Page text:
Shaad Ali is known for a good music sense – and has a great tuning with Shankar-Ehsaan-Loy.
The acoustic-heavy, almost R.D. Burman-esque title-song 'Kill Dil' (Sonu Nigam, Shankar Mahadevan), a breezy, instrument-dominated groovy track, reminds us in parts of the epic title-music of Sholay. While Gulzar recites the introductory verse (which he also does in two more tracks) Sonu Nigam and Shankar Mahadevan sing with Kishore Kumar-esque abandon in the largely meaningless track that works while listening only because of its infectious rhythm and pace.
We liked the sitar riffs in 'Happy Budday' (Sukhwinder Singh-Sonu Nigam) where Gulzar uses the imaginative line, 'Bas Aashiqon Pe Rahe Curfew' before taking a tangential look at the occasion. Sukhwinder sounds miscast in the song, as his rendition is somehow too harsh for a birthday greeting song to a lady! Also the orchestration is overpowering and too rock-heavy.
The rock-based treatment, however, is immensely well-done and complements the familiar but intensely-melodious third track 'Sajde' (sung after an introductory couplet by Gulzar by Arijit Singh and Nihira Joshi Deshpande). It is wonderfully orchestrated and a superlative Arijit is given competent (even if a tad Shreya-esque) company by Nihira Joshi Deshpande.
Arijit's delectable voice competently hides the weirdness in the esoteric lyrics, though they do show a spark or two of brilliance ('Marne ki aadat lagi thi / Kyoon jeene ko jee kar raha hai'). We wonder why Arijit, instead of developing his own distinct style, seems keener of imitating the composers of his songs each time, which as a habit has both pros and cons. But the composition touches the emotional solar plexus at all the right places.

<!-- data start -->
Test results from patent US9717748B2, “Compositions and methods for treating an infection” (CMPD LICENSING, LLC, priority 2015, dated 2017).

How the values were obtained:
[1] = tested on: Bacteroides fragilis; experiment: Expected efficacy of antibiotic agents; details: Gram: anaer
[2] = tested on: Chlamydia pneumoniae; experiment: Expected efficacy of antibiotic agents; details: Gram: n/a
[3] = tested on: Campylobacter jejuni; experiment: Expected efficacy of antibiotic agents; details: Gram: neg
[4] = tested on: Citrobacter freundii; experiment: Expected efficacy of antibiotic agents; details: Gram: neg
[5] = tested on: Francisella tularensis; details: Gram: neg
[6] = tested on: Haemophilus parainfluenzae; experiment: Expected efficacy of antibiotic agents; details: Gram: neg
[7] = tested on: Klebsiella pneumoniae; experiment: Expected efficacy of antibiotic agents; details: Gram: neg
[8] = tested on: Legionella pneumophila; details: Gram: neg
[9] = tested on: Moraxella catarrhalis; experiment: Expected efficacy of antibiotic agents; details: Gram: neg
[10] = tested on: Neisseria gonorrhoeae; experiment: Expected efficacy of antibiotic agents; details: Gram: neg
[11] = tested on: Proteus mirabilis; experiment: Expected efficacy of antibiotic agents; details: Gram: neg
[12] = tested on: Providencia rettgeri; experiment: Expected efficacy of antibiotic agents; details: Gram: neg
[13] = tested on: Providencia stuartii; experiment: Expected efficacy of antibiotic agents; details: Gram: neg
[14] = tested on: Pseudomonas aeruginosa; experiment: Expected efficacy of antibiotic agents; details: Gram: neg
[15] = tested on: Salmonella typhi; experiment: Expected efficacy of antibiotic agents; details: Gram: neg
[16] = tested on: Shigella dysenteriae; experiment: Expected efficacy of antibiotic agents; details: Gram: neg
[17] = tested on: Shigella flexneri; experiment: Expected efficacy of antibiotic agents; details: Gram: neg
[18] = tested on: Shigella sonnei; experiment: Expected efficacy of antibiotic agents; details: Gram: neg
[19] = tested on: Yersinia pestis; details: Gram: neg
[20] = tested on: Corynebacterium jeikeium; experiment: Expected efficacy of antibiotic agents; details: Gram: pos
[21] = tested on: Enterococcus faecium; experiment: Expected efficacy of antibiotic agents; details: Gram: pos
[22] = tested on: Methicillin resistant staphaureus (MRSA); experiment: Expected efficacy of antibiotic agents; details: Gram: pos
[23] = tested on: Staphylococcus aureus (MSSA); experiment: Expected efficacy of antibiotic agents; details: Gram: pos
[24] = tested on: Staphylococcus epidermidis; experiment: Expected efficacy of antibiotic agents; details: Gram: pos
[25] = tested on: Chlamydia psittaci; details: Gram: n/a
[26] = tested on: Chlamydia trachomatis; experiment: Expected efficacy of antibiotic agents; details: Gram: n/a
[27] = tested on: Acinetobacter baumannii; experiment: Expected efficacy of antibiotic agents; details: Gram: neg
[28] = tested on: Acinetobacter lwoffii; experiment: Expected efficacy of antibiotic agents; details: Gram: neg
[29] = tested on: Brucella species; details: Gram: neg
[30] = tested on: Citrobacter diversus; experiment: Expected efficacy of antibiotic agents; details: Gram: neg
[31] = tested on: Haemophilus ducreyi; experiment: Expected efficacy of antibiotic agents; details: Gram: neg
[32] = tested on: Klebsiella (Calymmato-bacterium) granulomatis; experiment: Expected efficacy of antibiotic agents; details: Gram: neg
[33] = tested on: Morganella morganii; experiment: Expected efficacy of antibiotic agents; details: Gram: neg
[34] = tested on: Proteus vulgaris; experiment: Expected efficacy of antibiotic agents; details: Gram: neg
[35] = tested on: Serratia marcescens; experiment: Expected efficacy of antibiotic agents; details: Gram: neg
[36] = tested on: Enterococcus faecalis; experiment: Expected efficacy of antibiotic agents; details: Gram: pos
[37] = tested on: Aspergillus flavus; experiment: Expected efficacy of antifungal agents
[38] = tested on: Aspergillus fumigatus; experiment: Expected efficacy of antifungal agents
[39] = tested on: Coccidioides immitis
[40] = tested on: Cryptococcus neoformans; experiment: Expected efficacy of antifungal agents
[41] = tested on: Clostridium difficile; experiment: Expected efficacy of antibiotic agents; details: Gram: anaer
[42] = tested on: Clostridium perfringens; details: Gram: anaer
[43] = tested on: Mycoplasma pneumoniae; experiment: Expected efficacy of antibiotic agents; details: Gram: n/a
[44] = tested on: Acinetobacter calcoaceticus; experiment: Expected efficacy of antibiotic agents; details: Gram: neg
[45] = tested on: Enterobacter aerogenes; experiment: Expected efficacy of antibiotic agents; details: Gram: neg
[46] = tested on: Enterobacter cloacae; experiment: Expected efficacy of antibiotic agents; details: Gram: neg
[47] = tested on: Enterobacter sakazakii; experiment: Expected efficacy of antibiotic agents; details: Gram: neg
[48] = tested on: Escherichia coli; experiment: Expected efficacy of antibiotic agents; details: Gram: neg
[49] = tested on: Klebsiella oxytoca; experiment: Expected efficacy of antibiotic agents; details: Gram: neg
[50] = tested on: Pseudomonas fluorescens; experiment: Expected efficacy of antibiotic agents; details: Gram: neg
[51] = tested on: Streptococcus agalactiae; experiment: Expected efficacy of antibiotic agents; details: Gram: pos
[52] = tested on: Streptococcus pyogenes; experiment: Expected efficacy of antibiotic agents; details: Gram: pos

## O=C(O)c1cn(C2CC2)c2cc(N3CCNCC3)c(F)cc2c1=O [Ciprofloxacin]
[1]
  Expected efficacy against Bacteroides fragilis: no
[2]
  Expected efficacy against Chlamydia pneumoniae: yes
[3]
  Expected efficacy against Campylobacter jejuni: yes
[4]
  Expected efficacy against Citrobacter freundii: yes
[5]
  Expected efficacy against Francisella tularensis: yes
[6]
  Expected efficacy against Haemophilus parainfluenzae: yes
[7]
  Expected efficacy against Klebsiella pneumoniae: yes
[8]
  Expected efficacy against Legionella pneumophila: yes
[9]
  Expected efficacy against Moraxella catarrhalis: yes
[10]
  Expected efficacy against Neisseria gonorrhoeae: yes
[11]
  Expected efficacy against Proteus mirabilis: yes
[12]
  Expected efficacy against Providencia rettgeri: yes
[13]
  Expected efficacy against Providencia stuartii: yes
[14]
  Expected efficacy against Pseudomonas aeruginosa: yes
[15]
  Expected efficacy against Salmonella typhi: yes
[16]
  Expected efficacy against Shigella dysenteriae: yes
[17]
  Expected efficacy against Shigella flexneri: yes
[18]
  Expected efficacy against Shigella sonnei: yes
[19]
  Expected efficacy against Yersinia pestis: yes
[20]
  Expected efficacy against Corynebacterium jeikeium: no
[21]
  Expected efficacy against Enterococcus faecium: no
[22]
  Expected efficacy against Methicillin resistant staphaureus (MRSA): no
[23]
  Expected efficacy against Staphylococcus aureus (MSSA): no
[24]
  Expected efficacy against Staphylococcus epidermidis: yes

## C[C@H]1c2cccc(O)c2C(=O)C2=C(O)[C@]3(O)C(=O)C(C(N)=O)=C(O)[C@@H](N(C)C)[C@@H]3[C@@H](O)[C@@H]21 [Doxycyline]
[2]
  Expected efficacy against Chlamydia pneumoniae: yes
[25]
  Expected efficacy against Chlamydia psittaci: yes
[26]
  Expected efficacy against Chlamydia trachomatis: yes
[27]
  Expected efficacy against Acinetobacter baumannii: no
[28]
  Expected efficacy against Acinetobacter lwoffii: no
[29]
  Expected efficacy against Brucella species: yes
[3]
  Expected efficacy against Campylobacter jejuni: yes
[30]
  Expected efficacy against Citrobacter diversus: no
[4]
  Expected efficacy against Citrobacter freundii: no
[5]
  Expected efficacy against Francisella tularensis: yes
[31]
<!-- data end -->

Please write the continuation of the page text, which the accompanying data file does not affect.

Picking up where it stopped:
Whisking us back to the bigness of the acoustic era is the Laxmikant-Pyarelal-like 'Bol Beliya' (Sunidhi Chauhan-Siddharth Mahadevan-Shankar Mahadevan), easily the catchiest song on the score, showing the composer trio's tried-and-tested mastery at such contagious rhythms and hooks. Sunidhi is amazingly in command, dwarfing the two Mahadevans. The structure, compositional phrasing and even orchestration are strongly in the L-P tenor while magically remaining in Shankar-Ehsaan-Loy terrain. The lyrics this time make a lot of sense.
With a simple four-liner recited by Gulzar, Shankar Mahadevan commences the oh-so-intensely melodious 'Baawra', which is in many ways the most haunting song in the album, with its poignancy connecting instantly, thanks to its thoughtful nuances. The classical (Shankar is superb) and rock touches helps the song reach a different dimension, and Gulzar writes pithy verse ('Jin aankhon mein neend nahin hai /Unn aankhon mein khwaab tha koi') to complement. Yes, there are parts in the song that remind us of some '80s hit, but that does not really matter.
The final track 'Nakhriley' (Shankar Mahadevan-Ali Zafar- Mahalakshmi Iyer) sounds interesting while on, and is more than a bit over-familiar. The raag-based nuances, the classical film qawwali feel and the L-P-meets-Amar Akbar Anthony-esque touches again are an attempt to lift the average number. Shankar is in form, but Mahalakshmi is low-key and Ali Zafar is quite dull.
The score is nice without being exceptional, more on the Jhoom Barabar Jhoom level rather than that of Bunty Aur Babli as a film booster. For S-E-L, it is a small step down from the brilliance of three consecutive aces, Bhaag Milkha Bhaag, D-Day and 2 States. The star rating is for the commercial prospects of the score.
'Sajde', 'Bol Beliya', 'Sweeta', 'Baawra'
Music Label: Yash Raj Music